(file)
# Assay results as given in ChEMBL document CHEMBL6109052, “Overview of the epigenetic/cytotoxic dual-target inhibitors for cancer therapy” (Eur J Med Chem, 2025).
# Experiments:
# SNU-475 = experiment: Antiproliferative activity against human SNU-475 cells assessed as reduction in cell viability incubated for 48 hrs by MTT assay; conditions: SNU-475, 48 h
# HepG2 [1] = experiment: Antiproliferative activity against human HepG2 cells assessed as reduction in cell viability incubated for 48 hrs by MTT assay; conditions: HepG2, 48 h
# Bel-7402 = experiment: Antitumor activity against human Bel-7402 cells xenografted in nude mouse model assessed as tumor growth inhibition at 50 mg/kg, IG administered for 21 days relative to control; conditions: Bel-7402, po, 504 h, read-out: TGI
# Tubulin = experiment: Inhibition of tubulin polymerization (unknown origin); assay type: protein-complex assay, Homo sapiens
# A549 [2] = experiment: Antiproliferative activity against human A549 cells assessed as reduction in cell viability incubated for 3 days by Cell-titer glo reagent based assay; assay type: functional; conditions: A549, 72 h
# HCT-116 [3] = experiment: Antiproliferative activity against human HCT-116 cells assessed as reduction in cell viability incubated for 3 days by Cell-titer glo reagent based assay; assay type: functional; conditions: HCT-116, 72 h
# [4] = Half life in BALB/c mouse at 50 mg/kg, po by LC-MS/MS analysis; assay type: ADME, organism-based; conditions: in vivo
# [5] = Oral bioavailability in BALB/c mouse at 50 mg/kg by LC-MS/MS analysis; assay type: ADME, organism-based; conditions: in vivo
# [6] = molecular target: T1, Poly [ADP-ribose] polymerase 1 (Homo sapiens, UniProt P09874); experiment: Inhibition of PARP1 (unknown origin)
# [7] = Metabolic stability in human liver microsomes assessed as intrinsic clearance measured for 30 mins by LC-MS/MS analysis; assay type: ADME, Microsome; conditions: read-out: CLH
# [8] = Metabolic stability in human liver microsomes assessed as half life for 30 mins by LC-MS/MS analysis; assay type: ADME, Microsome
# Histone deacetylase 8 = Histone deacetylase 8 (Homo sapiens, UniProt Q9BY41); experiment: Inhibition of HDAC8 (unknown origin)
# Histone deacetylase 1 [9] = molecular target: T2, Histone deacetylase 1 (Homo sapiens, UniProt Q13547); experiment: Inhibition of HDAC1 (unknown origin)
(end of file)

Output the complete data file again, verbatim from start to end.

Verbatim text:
# Assay results as given in ChEMBL document CHEMBL6109052, “Overview of the epigenetic/cytotoxic dual-target inhibitors for cancer therapy” (Eur J Med Chem, 2025).
# Experiments:
# SNU-475 = experiment: Antiproliferative activity against human SNU-475 cells assessed as reduction in cell viability incubated for 48 hrs by MTT assay; conditions: SNU-475, 48 h
# HepG2 [1] = experiment: Antiproliferative activity against human HepG2 cells assessed as reduction in cell viability incubated for 48 hrs by MTT assay; conditions: HepG2, 48 h
# Bel-7402 = experiment: Antitumor activity against human Bel-7402 cells xenografted in nude mouse model assessed as tumor growth inhibition at 50 mg/kg, IG administered for 21 days relative to control; conditions: Bel-7402, po, 504 h, read-out: TGI
# Tubulin = experiment: Inhibition of tubulin polymerization (unknown origin); assay type: protein-complex assay, Homo sapiens
# A549 [2] = experiment: Antiproliferative activity against human A549 cells assessed as reduction in cell viability incubated for 3 days by Cell-titer glo reagent based assay; assay type: functional; conditions: A549, 72 h
# HCT-116 [3] = experiment: Antiproliferative activity against human HCT-116 cells assessed as reduction in cell viability incubated for 3 days by Cell-titer glo reagent based assay; assay type: functional; conditions: HCT-116, 72 h
# [4] = Half life in BALB/c mouse at 50 mg/kg, po by LC-MS/MS analysis; assay type: ADME, organism-based; conditions: in vivo
# [5] = Oral bioavailability in BALB/c mouse at 50 mg/kg by LC-MS/MS analysis; assay type: ADME, organism-based; conditions: in vivo
# [6] = molecular target: T1, Poly [ADP-ribose] polymerase 1 (Homo sapiens, UniProt P09874); experiment: Inhibition of PARP1 (unknown origin)
# [7] = Metabolic stability in human liver microsomes assessed as intrinsic clearance measured for 30 mins by LC-MS/MS analysis; assay type: ADME, Microsome; conditions: read-out: CLH
# [8] = Metabolic stability in human liver microsomes assessed as half life for 30 mins by LC-MS/MS analysis; assay type: ADME, Microsome
# Histone deacetylase 8 = Histone deacetylase 8 (Homo sapiens, UniProt Q9BY41); experiment: Inhibition of HDAC8 (unknown origin)
# Histone deacetylase 1 [9] = molecular target: T2, Histone deacetylase 1 (Homo sapiens, UniProt Q13547); experiment: Inhibition of HDAC1 (unknown origin)